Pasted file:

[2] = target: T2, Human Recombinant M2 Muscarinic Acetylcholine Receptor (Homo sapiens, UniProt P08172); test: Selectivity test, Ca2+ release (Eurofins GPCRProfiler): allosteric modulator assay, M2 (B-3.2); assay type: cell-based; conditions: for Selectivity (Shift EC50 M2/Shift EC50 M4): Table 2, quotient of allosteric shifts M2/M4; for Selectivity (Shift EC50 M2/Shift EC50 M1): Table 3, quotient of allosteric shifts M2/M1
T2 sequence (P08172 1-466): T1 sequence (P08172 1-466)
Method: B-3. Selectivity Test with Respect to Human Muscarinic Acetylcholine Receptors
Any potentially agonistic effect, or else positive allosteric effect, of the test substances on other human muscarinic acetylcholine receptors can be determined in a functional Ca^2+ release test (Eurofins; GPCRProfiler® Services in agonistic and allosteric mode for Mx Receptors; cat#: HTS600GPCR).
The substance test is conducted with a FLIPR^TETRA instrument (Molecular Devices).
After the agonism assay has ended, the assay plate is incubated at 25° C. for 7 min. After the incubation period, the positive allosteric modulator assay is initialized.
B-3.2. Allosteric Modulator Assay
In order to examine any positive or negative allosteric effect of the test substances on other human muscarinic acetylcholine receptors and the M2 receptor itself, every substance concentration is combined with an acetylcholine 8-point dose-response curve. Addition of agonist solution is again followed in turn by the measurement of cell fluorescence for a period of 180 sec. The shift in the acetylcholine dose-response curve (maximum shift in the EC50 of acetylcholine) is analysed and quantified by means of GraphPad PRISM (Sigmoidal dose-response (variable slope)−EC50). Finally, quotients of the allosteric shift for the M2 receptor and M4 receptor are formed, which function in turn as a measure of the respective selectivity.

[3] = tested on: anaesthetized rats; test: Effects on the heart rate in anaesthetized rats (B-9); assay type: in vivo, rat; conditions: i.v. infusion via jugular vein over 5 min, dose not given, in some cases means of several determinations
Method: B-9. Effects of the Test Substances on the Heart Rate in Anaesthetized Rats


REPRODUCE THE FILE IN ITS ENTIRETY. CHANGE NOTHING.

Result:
[2] = target: T2, Human Recombinant M2 Muscarinic Acetylcholine Receptor (Homo sapiens, UniProt P08172); test: Selectivity test, Ca2+ release (Eurofins GPCRProfiler): allosteric modulator assay, M2 (B-3.2); assay type: cell-based; conditions: for Selectivity (Shift EC50 M2/Shift EC50 M4): Table 2, quotient of allosteric shifts M2/M4; for Selectivity (Shift EC50 M2/Shift EC50 M1): Table 3, quotient of allosteric shifts M2/M1
T2 sequence (P08172 1-466): T1 sequence (P08172 1-466)
Method: B-3. Selectivity Test with Respect to Human Muscarinic Acetylcholine Receptors
Any potentially agonistic effect, or else positive allosteric effect, of the test substances on other human muscarinic acetylcholine receptors can be determined in a functional Ca^2+ release test (Eurofins; GPCRProfiler® Services in agonistic and allosteric mode for Mx Receptors; cat#: HTS600GPCR).
The substance test is conducted with a FLIPR^TETRA instrument (Molecular Devices).
After the agonism assay has ended, the assay plate is incubated at 25° C. for 7 min. After the incubation period, the positive allosteric modulator assay is initialized.
B-3.2. Allosteric Modulator Assay
In order to examine any positive or negative allosteric effect of the test substances on other human muscarinic acetylcholine receptors and the M2 receptor itself, every substance concentration is combined with an acetylcholine 8-point dose-response curve. Addition of agonist solution is again followed in turn by the measurement of cell fluorescence for a period of 180 sec. The shift in the acetylcholine dose-response curve (maximum shift in the EC50 of acetylcholine) is analysed and quantified by means of GraphPad PRISM (Sigmoidal dose-response (variable slope)−EC50). Finally, quotients of the allosteric shift for the M2 receptor and M4 receptor are formed, which function in turn as a measure of the respective selectivity.

[3] = tested on: anaesthetized rats; test: Effects on the heart rate in anaesthetized rats (B-9); assay type: in vivo, rat; conditions: i.v. infusion via jugular vein over 5 min, dose not given, in some cases means of several determinations
Method: B-9. Effects of the Test Substances on the Heart Rate in Anaesthetized Rats